Cultivating Hospitality - Breaking Bread


Food and fellowship are natural partners. A shared snack or meal is a great way to extend hospitality, but too often our focus moves from our guests to worry about the food and its presentation. How much is enough? How will I decorate?


In Matthew’s account of the miraculous feeding of the five thousand (Matthew 14), the exchange between Jesus and the disciples always brings a smile to my face. The disciples ask Jesus to send the crowd away so that they can buy their own food. Jesus being the ultimate host responds, “They need not go away; you give them something to eat.” The disciples then look among themselves at what they have. They report back that they have five loaves and two fish. After asking the crowd to sit Jesus takes, blesses, breaks, and gives what is present and all ate their fill with food left over.


This reminds me of a time that I experienced this miracle of hospitality. A new friend invited me for coffee with the intention of making muffins. As often happens, life got in the way and the muffins never made it into the oven. Instead of panicking, my friend surveyed the pantry and pulled out vanilla wafers and chocolate covered pretzels. These snacks, that every mom can appreciate, were a feast combined with a cup of hot coffee. I felt just as welcome and just as special. Our time together was not about muffins or vanilla wafers, it was about fellowship and deepening friendship.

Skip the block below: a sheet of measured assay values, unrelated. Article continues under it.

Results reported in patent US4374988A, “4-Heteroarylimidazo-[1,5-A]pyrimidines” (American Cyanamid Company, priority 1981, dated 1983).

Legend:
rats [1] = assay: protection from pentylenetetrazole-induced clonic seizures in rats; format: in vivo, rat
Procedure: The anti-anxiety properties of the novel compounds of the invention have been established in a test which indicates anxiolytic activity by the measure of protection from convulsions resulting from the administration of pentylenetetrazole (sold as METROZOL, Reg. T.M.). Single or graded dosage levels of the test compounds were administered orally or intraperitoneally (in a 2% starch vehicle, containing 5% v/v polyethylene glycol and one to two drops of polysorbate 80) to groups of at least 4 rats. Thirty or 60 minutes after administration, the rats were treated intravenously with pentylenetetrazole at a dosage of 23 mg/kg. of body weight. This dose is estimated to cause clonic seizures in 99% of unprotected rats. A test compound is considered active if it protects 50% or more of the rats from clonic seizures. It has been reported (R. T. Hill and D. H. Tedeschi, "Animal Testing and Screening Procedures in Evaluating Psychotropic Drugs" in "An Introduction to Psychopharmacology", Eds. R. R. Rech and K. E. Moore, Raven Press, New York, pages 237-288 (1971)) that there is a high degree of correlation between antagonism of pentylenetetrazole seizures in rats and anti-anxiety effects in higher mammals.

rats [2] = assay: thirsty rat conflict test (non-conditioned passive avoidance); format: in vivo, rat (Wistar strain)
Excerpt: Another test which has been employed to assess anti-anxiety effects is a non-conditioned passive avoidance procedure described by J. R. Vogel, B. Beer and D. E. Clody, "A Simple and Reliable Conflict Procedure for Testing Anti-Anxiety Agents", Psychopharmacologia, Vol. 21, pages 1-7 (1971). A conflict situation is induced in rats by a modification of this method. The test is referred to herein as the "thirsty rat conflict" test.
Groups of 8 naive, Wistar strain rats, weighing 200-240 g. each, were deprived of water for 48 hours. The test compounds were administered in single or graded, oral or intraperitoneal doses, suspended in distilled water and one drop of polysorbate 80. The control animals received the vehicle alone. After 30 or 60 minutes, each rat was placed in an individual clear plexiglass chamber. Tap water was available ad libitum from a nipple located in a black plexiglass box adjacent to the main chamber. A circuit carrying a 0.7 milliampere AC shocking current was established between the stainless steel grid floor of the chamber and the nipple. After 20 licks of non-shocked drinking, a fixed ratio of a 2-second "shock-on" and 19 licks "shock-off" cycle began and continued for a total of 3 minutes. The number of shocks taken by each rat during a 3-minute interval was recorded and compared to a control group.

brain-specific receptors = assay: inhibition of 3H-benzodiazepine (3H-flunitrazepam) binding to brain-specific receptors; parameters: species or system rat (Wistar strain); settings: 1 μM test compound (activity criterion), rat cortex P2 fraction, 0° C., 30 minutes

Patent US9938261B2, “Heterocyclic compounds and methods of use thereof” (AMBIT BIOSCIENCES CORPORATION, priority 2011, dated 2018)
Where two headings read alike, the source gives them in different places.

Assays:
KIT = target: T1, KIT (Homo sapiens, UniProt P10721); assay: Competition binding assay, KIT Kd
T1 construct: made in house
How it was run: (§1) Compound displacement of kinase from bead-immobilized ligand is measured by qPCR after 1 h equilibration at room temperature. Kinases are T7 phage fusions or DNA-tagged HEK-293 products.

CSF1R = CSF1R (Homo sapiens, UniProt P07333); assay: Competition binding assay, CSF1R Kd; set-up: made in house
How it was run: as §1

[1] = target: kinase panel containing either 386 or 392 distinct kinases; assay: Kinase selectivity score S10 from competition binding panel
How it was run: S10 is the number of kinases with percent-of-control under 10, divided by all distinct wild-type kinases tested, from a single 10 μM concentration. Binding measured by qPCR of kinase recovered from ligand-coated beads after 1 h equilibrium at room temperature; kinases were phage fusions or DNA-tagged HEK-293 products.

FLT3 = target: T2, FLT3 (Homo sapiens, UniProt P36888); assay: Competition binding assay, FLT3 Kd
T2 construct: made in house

The lesson learned by the disciples on that Galilean hillside was reinforced that day, to see what is present and to take, bless, break, and give. For me, this may be as simple as a slice of lemon or a sprig of mint in a glass of tea or water. It may be fruit, cheese, and/or nuts. I might even get as fancy as the disciples and serve tuna fish sandwiches!


Points to Ponder:

1. What makes a meal guest worthy?


2. Just like the disciples and my friend, take inventory of what you have on hand that you can take, bless, break, and give.

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